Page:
Including Preschoolers with Differing Abilities
When I was a little girl, the students at my school all looked the same to me. I did not see anyone who was different from me. I was blessed that in my church, I had a friend named Suzie. She could not speak or walk. I could see that Suzie was differently abled from me, but we were still the same, created and loved by God.
When I think of inclusion, I think of everyone being accepted, welcomed, and treated with the same love and care, no matter what. God loves and created all of us. Because we are called to love as He loves, we want to include every child who walks through our classroom door.
- Remember the excitement preschoolers bring to Mission Friends. Feel that excitement each week as you set up the classroom.
- Review developmental stages and ages for the preschoolers you teach. Know that every child develops at his or her own rate and the different levels within an age group can vary widely. Keep the norms in mind, but always plan for what your preschoolers need.
- Talk with your leaders. Plan ways to include all preschoolers in activities. Brainstorm things to say to encourage preschoolers to join activities and group time. Problem solve possible challenges to be prepared if something pops up.
- As you get to know preschoolers, look for ways to include every child in each activity area. If a preschooler uses a wheelchair, place the block activity on a table she can reach. If a child has a broken arm, provide dress-up clothes with wider sleeves so he can participate. Consider the needs of your preschoolers as you adapt activities for your group.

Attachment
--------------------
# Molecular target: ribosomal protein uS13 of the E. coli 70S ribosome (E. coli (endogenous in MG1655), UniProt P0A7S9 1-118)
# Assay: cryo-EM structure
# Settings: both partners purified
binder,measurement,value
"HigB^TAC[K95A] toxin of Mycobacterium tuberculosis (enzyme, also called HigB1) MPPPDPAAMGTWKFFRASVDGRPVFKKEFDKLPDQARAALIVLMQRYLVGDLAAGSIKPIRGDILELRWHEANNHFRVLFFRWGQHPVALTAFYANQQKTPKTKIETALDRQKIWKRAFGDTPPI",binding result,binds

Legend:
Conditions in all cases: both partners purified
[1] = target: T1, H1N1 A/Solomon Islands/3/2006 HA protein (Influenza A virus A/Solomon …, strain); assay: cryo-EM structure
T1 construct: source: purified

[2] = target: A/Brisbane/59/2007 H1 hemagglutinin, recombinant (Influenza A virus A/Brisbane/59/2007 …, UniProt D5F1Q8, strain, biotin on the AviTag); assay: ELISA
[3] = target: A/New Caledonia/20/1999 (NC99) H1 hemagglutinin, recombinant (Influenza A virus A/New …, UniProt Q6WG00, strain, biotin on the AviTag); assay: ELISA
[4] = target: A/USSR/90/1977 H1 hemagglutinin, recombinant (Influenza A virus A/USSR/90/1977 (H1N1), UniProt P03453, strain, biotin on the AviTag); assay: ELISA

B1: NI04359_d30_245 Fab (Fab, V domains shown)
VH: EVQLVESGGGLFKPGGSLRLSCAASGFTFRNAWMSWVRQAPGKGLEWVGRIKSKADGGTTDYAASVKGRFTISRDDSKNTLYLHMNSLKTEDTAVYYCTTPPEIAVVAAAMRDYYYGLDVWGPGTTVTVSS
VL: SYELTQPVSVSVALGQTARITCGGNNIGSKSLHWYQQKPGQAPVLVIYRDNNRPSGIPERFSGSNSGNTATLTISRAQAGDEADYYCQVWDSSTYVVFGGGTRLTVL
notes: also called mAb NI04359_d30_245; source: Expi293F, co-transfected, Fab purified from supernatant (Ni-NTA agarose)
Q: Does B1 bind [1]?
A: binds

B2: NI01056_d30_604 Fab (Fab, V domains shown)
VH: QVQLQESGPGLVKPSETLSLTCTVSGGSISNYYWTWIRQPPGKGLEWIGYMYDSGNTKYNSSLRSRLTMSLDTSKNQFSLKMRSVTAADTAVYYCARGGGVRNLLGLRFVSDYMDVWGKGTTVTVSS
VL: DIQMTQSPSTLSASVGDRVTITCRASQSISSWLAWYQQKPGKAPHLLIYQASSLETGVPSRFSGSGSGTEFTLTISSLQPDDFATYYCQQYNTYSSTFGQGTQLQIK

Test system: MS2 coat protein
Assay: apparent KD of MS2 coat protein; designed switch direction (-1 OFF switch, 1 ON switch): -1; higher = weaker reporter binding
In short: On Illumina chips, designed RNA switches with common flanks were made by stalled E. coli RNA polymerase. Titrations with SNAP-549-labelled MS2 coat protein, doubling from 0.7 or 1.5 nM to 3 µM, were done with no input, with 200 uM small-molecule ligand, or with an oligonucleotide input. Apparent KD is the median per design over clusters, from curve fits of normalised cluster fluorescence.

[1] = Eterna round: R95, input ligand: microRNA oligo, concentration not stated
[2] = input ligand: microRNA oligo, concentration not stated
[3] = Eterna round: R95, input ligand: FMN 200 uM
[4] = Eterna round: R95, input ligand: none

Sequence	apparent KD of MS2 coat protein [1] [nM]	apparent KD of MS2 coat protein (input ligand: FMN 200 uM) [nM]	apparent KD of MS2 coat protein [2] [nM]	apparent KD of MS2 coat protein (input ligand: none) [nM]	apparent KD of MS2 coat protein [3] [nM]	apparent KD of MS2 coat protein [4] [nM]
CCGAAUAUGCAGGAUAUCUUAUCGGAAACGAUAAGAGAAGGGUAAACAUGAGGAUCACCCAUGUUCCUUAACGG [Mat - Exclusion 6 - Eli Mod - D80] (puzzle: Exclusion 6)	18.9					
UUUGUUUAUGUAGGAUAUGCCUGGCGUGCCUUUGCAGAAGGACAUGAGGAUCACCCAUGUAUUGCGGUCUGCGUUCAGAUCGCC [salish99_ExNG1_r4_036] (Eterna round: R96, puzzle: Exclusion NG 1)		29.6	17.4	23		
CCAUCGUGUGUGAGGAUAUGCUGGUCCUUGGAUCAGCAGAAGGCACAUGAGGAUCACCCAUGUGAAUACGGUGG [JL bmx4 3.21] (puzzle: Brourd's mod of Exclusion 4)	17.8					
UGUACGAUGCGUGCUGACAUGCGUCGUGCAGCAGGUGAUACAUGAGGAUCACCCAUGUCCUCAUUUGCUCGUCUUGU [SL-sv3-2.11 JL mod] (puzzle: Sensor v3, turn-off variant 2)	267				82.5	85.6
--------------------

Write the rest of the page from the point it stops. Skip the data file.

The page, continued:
- Encourage your leaders to get down on the ground (or sit at the table) with preschoolers. Some preschoolers need to see a trusted adult enjoying an activity before they will join in. Others might be shy or unsure of being accepted in a group. Adopt cheerful, welcoming attitudes and watch for those who need to be included in activities.
- Consider your adult-to-child ratio. Some differently abled preschoolers may require extra assistance or supervision. Meet with parents and discuss what works best for their child. Add additional leaders to make sure your classroom is a safe and inclusive learning environment.
- Use resources that reflect differently abled preschoolers, such as pictures, toys, and books. Display photos of preschoolers with their families. This will ensure that preschoolers see themselves as loved and important to your Mission Friends class.
As you care for each child, Mission Friends will become a place where preschoolers know they are loved and included, a place they can learn about God’s love for everyone in the world.
Written by Wendy Dever